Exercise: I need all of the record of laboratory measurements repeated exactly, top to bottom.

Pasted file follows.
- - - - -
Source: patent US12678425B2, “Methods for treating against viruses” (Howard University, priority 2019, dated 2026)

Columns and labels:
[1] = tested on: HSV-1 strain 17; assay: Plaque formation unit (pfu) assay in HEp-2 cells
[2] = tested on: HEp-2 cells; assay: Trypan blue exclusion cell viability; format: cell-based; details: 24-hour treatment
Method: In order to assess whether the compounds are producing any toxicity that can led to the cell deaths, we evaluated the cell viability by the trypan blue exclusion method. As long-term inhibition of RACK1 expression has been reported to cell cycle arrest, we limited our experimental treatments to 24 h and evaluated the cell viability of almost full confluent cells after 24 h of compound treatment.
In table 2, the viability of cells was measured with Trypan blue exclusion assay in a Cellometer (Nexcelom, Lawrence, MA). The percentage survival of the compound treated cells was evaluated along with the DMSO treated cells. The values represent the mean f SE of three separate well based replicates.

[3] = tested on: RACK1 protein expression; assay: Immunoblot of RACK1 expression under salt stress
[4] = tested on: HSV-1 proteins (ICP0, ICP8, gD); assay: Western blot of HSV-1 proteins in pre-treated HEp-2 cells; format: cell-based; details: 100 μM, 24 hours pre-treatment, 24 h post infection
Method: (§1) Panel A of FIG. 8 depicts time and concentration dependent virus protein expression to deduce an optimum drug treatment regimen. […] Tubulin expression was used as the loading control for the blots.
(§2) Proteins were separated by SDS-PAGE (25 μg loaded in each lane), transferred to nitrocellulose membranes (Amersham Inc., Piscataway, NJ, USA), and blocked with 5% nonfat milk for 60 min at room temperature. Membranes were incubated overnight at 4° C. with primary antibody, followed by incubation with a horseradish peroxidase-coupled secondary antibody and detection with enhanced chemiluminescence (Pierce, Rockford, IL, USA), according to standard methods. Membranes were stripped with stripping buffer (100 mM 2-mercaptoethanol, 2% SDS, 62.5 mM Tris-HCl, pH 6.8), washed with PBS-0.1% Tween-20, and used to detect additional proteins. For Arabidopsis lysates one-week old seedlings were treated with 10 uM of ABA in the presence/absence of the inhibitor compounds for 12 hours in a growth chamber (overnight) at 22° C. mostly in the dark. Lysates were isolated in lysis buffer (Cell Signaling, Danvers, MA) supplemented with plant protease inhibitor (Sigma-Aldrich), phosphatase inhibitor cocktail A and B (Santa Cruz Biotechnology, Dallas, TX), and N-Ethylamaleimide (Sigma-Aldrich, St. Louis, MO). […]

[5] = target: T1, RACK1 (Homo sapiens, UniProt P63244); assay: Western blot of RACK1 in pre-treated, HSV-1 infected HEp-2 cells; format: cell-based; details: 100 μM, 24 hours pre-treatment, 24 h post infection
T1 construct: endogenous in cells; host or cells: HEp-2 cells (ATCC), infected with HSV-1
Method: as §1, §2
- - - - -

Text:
Source: patent US12678425B2, “Methods for treating against viruses” (Howard University, priority 2019, dated 2026)

Columns and labels:
[1] = tested on: HSV-1 strain 17; assay: Plaque formation unit (pfu) assay in HEp-2 cells
[2] = tested on: HEp-2 cells; assay: Trypan blue exclusion cell viability; format: cell-based; details: 24-hour treatment
Method: In order to assess whether the compounds are producing any toxicity that can led to the cell deaths, we evaluated the cell viability by the trypan blue exclusion method. As long-term inhibition of RACK1 expression has been reported to cell cycle arrest, we limited our experimental treatments to 24 h and evaluated the cell viability of almost full confluent cells after 24 h of compound treatment.
In table 2, the viability of cells was measured with Trypan blue exclusion assay in a Cellometer (Nexcelom, Lawrence, MA). The percentage survival of the compound treated cells was evaluated along with the DMSO treated cells. The values represent the mean f SE of three separate well based replicates.

[3] = tested on: RACK1 protein expression; assay: Immunoblot of RACK1 expression under salt stress
[4] = tested on: HSV-1 proteins (ICP0, ICP8, gD); assay: Western blot of HSV-1 proteins in pre-treated HEp-2 cells; format: cell-based; details: 100 μM, 24 hours pre-treatment, 24 h post infection
Method: (§1) Panel A of FIG. 8 depicts time and concentration dependent virus protein expression to deduce an optimum drug treatment regimen. […] Tubulin expression was used as the loading control for the blots.
(§2) Proteins were separated by SDS-PAGE (25 μg loaded in each lane), transferred to nitrocellulose membranes (Amersham Inc., Piscataway, NJ, USA), and blocked with 5% nonfat milk for 60 min at room temperature. Membranes were incubated overnight at 4° C. with primary antibody, followed by incubation with a horseradish peroxidase-coupled secondary antibody and detection with enhanced chemiluminescence (Pierce, Rockford, IL, USA), according to standard methods. Membranes were stripped with stripping buffer (100 mM 2-mercaptoethanol, 2% SDS, 62.5 mM Tris-HCl, pH 6.8), washed with PBS-0.1% Tween-20, and used to detect additional proteins. For Arabidopsis lysates one-week old seedlings were treated with 10 uM of ABA in the presence/absence of the inhibitor compounds for 12 hours in a growth chamber (overnight) at 22° C. mostly in the dark. Lysates were isolated in lysis buffer (Cell Signaling, Danvers, MA) supplemented with plant protease inhibitor (Sigma-Aldrich), phosphatase inhibitor cocktail A and B (Santa Cruz Biotechnology, Dallas, TX), and N-Ethylamaleimide (Sigma-Aldrich, St. Louis, MO). […]

[5] = target: T1, RACK1 (Homo sapiens, UniProt P63244); assay: Western blot of RACK1 in pre-treated, HSV-1 infected HEp-2 cells; format: cell-based; details: 100 μM, 24 hours pre-treatment, 24 h post infection
T1 construct: endogenous in cells; host or cells: HEp-2 cells (ATCC), infected with HSV-1
Method: as §1, §2